The best film book I read this year, (or rather poured over) was FAB Press' follow-up/companion piece to their earlier Shock Horror. The Art Of The Nasty, which contains a huge collection of UK VHS scans, all pre-1984, before tabloid hysteria about the corrupting influence of horror and exploitation videos led to a major government crackdown and the term Video Nasty was coined. This book is an absolute joy to skim thru, and there are some truly outlaw sleeves on display (a sampling of some favorite sleeves below), produced during of halcyon period of a largely unregulated video industry. The scans are accompanied by comprehensive liner notes about each sleeve, including alternative scans for certain titles. As well as the official 39 video nasty videos, the collection also covers horror, exploitation and porno. Highly recommended !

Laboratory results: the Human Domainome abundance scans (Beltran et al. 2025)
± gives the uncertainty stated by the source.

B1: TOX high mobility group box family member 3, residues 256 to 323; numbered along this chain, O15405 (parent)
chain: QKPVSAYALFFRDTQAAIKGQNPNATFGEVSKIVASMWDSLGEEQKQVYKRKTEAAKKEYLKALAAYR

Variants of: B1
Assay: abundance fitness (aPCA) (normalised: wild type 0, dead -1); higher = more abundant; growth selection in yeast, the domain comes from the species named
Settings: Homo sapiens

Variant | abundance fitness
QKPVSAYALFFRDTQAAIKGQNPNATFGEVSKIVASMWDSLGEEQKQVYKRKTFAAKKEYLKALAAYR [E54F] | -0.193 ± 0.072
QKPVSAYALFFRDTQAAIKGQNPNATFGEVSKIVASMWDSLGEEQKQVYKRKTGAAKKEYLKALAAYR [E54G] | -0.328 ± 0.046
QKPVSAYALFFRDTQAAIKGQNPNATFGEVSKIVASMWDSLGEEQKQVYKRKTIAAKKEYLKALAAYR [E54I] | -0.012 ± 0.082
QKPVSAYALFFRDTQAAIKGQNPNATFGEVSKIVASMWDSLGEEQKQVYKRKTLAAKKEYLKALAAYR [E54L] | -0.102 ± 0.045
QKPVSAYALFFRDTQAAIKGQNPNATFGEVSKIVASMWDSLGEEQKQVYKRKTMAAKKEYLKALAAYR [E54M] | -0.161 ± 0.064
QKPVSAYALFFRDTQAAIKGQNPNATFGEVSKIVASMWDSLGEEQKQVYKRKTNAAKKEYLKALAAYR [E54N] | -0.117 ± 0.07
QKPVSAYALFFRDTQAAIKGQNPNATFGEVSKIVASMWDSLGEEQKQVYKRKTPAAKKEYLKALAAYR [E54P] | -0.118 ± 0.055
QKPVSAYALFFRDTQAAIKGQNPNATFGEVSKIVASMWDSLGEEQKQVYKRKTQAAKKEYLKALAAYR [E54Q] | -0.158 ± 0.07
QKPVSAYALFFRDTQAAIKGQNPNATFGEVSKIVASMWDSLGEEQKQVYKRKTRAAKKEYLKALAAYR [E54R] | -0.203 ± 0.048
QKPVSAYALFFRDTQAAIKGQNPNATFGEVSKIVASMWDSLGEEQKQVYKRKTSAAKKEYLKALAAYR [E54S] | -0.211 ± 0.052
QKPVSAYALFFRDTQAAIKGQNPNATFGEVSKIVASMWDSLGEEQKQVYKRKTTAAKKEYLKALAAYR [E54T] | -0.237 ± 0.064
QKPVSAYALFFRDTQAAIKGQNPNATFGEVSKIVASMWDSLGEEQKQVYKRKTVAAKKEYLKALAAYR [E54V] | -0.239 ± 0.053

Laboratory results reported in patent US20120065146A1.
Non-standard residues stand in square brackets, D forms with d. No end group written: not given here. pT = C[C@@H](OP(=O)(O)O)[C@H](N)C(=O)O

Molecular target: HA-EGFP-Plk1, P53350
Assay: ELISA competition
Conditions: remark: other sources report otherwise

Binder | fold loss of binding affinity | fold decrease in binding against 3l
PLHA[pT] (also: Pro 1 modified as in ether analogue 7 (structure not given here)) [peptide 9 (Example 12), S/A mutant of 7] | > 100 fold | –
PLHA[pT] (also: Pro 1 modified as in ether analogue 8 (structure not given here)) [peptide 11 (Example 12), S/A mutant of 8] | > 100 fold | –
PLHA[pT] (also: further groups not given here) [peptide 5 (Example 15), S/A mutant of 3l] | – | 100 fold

Some Good Stuff From 2009 Part 2 (Music)

I hear so much music throughout the year its hard to keep a track of what came out and when it came out. One LP that got year long airplay in my house was Tangerine Dream's Poland, a 1984 live concert performed in Warsaw. Poland with its 4 long form electronic pieces is one of the great Tangerine Dream records, balancing Tangerine Dream's glorious run of 70's experimentation with the more commercial synth sound that band would be drawn to throughout the 80's. Poland may in fact be the last great, essential Tangerine Dream LP, and comes highly recommended.


Another great CD which I stumbled along this year was courtesy of Jeff Greinke, a US experimental sound artist. The shorthand description for Greinke's music is dark ambient, with its eerie abstract alien soundscapes. If Einstürzende Neubauten's music is the sound of collapsing buildings, Jeff Greinke's music is the sound of the building in ruins. His Cities In Fog collection is a landmark of sinister Isolationist electronica, but its his 1987 LP Places Of Motility which had me hooked in the last few months of this year, with its strange acoustic and electronic textures, Industrial rhythms, omnious rumblings and distorted spoken word samples. Fans of Lustmord, Final, Lull, Illusion of Safety and some of Robert Rich's more darker music should seek this one out right away.